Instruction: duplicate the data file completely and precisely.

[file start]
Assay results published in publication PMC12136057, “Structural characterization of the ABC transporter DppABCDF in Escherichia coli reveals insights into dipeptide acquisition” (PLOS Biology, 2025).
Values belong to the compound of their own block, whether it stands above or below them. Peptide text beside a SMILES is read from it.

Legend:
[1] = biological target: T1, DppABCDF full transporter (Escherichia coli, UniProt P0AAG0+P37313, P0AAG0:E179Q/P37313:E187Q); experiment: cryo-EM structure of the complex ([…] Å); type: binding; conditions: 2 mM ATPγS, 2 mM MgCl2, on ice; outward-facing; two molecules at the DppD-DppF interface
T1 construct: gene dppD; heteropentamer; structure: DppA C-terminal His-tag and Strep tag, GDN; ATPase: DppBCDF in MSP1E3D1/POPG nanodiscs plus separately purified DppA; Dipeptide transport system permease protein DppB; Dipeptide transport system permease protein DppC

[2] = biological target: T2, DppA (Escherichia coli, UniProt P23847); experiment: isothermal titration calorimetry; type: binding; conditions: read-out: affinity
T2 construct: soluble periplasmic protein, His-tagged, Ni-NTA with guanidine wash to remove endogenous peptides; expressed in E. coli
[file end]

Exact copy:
Assay results published in publication PMC12136057, “Structural characterization of the ABC transporter DppABCDF in Escherichia coli reveals insights into dipeptide acquisition” (PLOS Biology, 2025).
Values belong to the compound of their own block, whether it stands above or below them. Peptide text beside a SMILES is read from it.

Legend:
[1] = biological target: T1, DppABCDF full transporter (Escherichia coli, UniProt P0AAG0+P37313, P0AAG0:E179Q/P37313:E187Q); experiment: cryo-EM structure of the complex ([…] Å); type: binding; conditions: 2 mM ATPγS, 2 mM MgCl2, on ice; outward-facing; two molecules at the DppD-DppF interface
T1 construct: gene dppD; heteropentamer; structure: DppA C-terminal His-tag and Strep tag, GDN; ATPase: DppBCDF in MSP1E3D1/POPG nanodiscs plus separately purified DppA; Dipeptide transport system permease protein DppB; Dipeptide transport system permease protein DppC

[2] = biological target: T2, DppA (Escherichia coli, UniProt P23847); experiment: isothermal titration calorimetry; type: binding; conditions: read-out: affinity
T2 construct: soluble periplasmic protein, His-tagged, Ni-NTA with guanidine wash to remove endogenous peptides; expressed in E. coli